# alternatives to gradient-based optimization algorithms like lsqnonlin that handle at least O(10) parameters?

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SA-W le 24 Fév 2023
Commenté : SA-W le 6 Mar 2023
I am fitting parameters of a PDE to experimental data utilizing the function lsqnonlin from the optimization toolbox.
I observed that I can successfully optimize 10,...,20 parameters but not more. My objective is, however, to optimize 50 to 100 parameters.
Based on my experience with lsqnonlin (and fmincon and friends,...), it seems that this class of optimization algorithms can handle a small number of parameters (10,...,20) well, but are not appropriate anymore if there are many more parameters.
Fast convergence or computation time are not important to me.
I am coming from an engineering background and do not have deep knowledge about other class of optimization algorithms. That said, I would appreciate if someone could give me some keywords or recommendations regarding alternative optimization algorithms, that are designed for handling a larger number of parameters.
Thank you!
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SA-W le 6 Mar 2023
Modifié(e) : SA-W le 6 Mar 2023
I implemented
r=[weight1*r; weight2*constraint_violation];
f = ||r||^2
iwith lsqnonlin and figured out that
weight_2 = 1e4 %approximately
is necessary that the ineqaulity constraints are considered at all at intermediate iterations and weight_2 below or above 1e4, respectively, will not include sufficiently the constraint_violation or dominates the residual r.
If I implement the above inequality constraints in fmincon and multiply A*x<=b by 1e4 (this multiplication is necessary for fmincon to pay attention to the constraints), fmincon gives a better solution than lsqnonlin. By better, I mean that the solution is nearly perfect equal to the exact solution. The lsqnonlin solution fulfills the constraints in A, however, the solution is not as accurate.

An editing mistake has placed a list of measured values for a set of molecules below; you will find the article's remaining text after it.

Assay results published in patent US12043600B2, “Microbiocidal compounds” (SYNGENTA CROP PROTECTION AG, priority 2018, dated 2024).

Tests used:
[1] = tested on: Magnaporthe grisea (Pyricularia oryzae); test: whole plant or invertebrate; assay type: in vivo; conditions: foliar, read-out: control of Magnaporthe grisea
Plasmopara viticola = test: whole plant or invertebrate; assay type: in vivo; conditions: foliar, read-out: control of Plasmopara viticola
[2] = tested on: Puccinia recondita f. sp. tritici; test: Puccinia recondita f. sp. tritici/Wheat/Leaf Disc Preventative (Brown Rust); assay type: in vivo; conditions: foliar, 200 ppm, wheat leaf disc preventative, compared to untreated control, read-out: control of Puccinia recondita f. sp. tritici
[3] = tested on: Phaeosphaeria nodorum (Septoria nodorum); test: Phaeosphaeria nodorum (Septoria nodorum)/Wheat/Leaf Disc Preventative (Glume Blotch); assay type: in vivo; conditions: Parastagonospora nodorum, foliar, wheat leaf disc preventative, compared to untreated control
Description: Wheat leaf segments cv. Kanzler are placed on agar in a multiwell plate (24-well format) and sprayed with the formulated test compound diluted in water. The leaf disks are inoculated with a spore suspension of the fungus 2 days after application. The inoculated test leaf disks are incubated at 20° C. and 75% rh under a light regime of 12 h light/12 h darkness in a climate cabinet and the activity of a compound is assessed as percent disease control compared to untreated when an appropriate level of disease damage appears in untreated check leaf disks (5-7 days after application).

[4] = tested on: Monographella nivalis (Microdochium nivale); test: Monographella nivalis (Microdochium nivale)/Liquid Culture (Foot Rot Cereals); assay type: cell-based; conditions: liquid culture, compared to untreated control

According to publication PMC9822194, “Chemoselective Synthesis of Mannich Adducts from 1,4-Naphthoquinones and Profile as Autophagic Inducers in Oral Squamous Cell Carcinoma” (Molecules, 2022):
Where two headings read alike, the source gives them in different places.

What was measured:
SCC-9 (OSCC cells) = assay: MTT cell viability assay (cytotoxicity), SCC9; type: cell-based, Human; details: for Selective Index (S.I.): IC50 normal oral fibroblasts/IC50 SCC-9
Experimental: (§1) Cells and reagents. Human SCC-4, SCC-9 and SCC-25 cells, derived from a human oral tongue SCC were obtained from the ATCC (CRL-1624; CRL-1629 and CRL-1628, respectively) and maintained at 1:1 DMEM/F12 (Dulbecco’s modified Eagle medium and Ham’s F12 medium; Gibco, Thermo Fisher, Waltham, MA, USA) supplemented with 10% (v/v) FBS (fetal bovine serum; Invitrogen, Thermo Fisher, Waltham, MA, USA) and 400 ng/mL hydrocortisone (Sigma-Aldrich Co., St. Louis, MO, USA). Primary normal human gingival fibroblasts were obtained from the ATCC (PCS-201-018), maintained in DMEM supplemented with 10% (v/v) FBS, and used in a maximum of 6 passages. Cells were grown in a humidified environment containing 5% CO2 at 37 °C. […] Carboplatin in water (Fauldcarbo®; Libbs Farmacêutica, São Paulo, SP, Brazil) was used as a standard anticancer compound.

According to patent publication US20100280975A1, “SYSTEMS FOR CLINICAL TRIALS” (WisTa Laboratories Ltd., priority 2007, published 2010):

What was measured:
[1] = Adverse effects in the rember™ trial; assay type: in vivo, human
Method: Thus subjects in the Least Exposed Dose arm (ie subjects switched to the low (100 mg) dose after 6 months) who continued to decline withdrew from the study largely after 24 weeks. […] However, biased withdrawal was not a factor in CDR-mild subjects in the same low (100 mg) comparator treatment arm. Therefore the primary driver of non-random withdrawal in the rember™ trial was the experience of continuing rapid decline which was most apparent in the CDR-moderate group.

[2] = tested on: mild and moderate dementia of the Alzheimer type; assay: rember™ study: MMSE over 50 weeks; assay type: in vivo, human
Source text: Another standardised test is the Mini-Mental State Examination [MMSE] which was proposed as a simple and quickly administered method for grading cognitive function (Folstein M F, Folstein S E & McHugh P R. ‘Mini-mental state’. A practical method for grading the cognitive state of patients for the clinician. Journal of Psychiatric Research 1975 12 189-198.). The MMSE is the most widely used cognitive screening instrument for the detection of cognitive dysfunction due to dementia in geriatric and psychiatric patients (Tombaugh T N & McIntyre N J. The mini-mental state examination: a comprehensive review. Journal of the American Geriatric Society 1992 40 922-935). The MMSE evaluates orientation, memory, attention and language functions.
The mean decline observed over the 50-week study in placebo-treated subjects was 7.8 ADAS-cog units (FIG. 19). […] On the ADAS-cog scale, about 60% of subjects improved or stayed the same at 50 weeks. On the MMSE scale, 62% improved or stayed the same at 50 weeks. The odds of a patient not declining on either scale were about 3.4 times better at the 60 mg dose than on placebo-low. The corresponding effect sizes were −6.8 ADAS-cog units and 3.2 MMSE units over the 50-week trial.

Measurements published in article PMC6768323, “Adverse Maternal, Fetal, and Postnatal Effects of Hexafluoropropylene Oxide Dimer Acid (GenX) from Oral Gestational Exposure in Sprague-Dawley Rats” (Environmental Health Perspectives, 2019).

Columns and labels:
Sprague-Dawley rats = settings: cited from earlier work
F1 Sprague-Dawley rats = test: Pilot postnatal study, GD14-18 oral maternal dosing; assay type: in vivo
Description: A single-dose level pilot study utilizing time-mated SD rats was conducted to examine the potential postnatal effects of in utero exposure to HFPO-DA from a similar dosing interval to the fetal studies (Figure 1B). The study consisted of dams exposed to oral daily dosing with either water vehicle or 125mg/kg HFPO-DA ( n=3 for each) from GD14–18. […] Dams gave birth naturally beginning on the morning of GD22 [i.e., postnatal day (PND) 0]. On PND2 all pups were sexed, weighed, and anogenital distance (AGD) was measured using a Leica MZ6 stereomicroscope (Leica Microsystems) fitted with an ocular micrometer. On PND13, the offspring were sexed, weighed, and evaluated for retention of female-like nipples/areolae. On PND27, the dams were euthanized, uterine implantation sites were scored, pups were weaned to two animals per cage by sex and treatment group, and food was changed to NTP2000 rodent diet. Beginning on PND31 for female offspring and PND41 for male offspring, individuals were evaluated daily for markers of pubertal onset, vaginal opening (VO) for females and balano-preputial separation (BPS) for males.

Anyway, fmincon requires twice or three times as much iterations as lsqnonlin requires to find the solution. That said, I would like to stick lsqnonlin because the evaluation of the objective function is quite expensive in my case.
I read the documentation on the iterior-point algorithm. The way fmincon incorporates the constraints is based on a merit function, which is, of course, different than just expanding the residual vector as I did it.
Admittedly, I do not have enough background in optimization. Can you give me another recommendation (which is closer to the way fmincon incorporates the constraints) to implement my constraints in lsqnonlin?
Thank you!

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### Réponse acceptée

Matt J le 24 Fév 2023
Modifié(e) : Matt J le 24 Fév 2023
it seems that this class of optimization algorithms can handle a small number of parameters (10,...,20) well, but are not appropriate anymore if there are many more parameters.
I am currently using lsqnonlin in optimization problems with 11796480 variables. It converges fine, though in my case the line search operations really do make it much slower than I would like. In any case, 20 variables is definitely not the upper limit.
I am fitting parameters of a PDE to experimental data utilizing the function lsqnonlin from the optimization toolbox.
Make sure you are following the guidelines here,
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SA-W le 1 Mar 2023
If someone comes across our disussion here: the algorithms in lsqnonlin can also recover from NaN.

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### Plus de réponses (1)

Matt J le 26 Fév 2023
Modifié(e) : Matt J le 26 Fév 2023
The parameters that I am optimizing (the function values) have to represent a convex function in 1d.
Another strategy that I would suggest is to first fit a constrained curve to your function samples using this FEX download,
This tool will allow you both to constrain the fit to be convex (using the 'ConcaveUp' option), and also to compute the derivates of the fit. Once you have the curve fit and its derivates, you can substitute them into your ODE to obtain conventional equations in the original set of unknown parameters. You can then solve these equations using lsqnonin, or even a linear solver, depending on the form of your equations.
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SA-W le 6 Mar 2023
Would you support me further regarding the issue in my new comment (in the comments under the question)?

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